Moscow's Ostankino television tower, still under repairs after a heavy fire of two years ago, will now become 40 meters taller, announced Efim Ilyaich, director of the Russian Television and Radio Broadcasting Network.
The 540-meter-high tower was the world's tallest free-standing structure when it was built in 1967. Now it will rise another 40 meters up as new, state-of-the-art broadcasting transmitters are mounted atop, Ilyaich said.
Three national television networks that use the tower as a relay station went off the air as the fire broke out on August 27, 2000. It took firefighters nearly two days to extinguish the flames. The operation involved 2,364 personnel, 269 pieces of equipment, and two helicopters. Three people were killed in an elevator that crashed down into the waterlogged basement of the flaming spire.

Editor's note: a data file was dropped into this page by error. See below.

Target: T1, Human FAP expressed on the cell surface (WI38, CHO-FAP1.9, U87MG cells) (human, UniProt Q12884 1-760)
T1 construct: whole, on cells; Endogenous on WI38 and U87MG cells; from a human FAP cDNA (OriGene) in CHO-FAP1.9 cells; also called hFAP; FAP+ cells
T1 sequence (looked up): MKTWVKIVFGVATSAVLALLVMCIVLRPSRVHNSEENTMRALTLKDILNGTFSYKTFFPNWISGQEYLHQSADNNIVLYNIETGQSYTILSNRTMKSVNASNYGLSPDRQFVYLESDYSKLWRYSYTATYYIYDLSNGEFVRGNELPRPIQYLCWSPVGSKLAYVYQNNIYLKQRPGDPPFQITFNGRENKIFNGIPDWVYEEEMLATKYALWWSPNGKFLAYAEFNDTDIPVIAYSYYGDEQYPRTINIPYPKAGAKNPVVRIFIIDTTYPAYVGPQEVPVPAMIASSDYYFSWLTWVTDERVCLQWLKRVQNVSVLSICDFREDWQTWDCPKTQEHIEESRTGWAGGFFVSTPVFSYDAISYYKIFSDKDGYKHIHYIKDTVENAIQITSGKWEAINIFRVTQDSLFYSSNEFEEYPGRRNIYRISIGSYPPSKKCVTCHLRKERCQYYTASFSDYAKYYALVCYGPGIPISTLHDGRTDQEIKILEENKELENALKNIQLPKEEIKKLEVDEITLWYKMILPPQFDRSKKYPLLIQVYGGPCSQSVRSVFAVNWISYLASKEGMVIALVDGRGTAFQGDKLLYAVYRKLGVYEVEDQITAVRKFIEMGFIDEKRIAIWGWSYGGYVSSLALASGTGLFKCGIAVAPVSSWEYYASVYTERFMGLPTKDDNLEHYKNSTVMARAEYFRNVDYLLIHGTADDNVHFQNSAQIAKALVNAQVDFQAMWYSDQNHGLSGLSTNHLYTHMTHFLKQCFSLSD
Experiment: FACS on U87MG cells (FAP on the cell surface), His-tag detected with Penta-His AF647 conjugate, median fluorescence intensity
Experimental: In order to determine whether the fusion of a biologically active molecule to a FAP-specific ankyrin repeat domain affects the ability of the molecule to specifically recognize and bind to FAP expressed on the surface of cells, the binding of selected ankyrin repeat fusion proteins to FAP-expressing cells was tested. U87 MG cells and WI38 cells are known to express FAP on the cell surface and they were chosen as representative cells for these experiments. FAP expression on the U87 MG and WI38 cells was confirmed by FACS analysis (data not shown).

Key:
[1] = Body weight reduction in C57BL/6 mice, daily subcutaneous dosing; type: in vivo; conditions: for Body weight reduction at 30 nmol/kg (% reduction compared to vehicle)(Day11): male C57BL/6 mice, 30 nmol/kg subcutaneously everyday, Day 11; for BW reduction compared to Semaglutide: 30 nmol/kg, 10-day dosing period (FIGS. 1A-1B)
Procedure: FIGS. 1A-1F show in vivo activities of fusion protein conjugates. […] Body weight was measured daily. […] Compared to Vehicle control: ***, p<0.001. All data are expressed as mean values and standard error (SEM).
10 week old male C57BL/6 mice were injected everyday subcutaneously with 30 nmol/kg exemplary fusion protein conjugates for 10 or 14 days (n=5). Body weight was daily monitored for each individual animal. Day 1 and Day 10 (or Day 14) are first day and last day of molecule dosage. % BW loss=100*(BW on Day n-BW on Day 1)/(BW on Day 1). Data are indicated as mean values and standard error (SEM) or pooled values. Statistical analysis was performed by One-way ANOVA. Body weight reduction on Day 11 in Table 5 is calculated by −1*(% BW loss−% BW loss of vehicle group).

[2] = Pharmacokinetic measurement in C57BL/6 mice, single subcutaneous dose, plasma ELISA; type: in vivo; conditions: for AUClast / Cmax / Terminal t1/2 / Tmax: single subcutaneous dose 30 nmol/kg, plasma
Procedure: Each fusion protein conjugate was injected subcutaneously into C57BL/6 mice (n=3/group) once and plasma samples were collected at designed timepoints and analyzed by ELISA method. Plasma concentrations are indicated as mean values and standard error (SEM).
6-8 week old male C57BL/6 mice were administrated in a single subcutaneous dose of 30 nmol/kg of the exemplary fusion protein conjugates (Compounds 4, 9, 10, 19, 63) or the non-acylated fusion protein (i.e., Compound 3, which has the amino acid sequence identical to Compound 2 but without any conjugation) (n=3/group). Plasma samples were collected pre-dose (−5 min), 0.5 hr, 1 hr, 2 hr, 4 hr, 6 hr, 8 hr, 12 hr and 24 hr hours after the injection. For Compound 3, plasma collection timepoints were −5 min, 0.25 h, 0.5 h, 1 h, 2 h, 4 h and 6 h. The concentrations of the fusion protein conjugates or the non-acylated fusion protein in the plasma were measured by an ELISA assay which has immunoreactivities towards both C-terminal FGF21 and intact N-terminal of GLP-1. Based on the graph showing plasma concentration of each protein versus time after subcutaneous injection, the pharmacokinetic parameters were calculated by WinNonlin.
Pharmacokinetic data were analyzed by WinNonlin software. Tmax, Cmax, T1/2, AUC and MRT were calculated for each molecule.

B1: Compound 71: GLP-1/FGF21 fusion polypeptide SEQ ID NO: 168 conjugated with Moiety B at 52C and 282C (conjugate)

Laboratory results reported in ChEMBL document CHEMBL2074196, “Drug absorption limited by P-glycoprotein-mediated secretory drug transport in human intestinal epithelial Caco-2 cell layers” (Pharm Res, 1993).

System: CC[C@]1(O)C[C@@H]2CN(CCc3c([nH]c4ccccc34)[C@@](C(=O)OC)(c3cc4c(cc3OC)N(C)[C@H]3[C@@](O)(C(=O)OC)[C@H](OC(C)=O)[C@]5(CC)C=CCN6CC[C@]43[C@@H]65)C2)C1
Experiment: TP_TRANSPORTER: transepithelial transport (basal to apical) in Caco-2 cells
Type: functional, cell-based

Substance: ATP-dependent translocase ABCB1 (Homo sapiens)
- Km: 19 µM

The tower's electrical equipment was checked up in May 2000, and it was then recommended that 38 safety measures be implemented to prevent possible blaze. Yet, only 16 of them were carried out by August 2000.
On Tuesday, the firemen who had contributed to the fire-fighting operation at Ostankino two years ago staged a rally outside the tower to commemorate the event.
Riyadh will not make contradictory statements, nor will it ask for explanations, as Moscow does in the case of the poisoning of Sergei Skripal
Representatives of the Ministry for Foreign Affairs of the Russian Federation commented on the state of affairs in the Sea of Azov